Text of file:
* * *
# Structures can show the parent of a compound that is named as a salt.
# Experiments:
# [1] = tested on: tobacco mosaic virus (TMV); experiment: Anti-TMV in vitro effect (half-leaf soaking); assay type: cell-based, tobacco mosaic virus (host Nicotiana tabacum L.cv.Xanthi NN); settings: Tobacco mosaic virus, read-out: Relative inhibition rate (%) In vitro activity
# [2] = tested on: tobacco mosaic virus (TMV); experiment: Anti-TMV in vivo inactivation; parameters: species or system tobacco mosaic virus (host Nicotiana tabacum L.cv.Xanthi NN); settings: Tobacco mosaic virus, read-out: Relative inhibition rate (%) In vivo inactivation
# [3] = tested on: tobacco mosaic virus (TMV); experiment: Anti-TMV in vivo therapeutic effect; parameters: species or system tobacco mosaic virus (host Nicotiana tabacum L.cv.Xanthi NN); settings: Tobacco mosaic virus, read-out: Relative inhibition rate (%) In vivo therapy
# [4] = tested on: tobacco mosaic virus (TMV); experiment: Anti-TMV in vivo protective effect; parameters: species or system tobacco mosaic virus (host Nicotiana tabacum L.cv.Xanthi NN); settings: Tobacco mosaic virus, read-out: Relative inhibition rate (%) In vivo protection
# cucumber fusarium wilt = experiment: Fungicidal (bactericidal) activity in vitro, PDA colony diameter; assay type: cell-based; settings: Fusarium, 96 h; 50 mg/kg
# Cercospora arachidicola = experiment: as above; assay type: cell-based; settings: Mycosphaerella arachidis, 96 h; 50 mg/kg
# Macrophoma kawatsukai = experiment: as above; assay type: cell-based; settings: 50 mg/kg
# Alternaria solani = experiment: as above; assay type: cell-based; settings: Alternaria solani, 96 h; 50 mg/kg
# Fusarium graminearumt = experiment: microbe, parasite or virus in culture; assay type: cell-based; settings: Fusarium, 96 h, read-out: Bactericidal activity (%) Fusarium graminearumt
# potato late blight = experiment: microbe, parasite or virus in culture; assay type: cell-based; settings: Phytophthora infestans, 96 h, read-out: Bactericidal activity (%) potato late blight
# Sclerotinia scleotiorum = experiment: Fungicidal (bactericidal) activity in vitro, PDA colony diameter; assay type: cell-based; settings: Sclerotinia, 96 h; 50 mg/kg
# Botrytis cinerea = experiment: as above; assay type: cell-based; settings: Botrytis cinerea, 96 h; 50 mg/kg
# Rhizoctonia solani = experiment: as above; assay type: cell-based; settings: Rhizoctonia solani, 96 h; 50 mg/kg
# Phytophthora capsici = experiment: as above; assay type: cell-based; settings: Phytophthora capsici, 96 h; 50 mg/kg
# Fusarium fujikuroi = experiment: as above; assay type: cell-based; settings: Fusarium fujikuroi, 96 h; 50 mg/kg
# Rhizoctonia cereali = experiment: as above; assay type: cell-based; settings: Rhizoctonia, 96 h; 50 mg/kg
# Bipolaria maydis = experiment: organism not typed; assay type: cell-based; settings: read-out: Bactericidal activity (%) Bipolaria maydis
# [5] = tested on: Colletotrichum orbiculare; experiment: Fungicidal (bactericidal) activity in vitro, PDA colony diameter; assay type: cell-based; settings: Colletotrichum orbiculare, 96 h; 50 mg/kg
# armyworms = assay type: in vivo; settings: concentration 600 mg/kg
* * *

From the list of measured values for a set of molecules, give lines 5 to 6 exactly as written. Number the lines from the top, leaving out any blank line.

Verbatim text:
# [3] = tested on: tobacco mosaic virus (TMV); experiment: Anti-TMV in vivo therapeutic effect; parameters: species or system tobacco mosaic virus (host Nicotiana tabacum L.cv.Xanthi NN); settings: Tobacco mosaic virus, read-out: Relative inhibition rate (%) In vivo therapy
# [4] = tested on: tobacco mosaic virus (TMV); experiment: Anti-TMV in vivo protective effect; parameters: species or system tobacco mosaic virus (host Nicotiana tabacum L.cv.Xanthi NN); settings: Tobacco mosaic virus, read-out: Relative inhibition rate (%) In vivo protection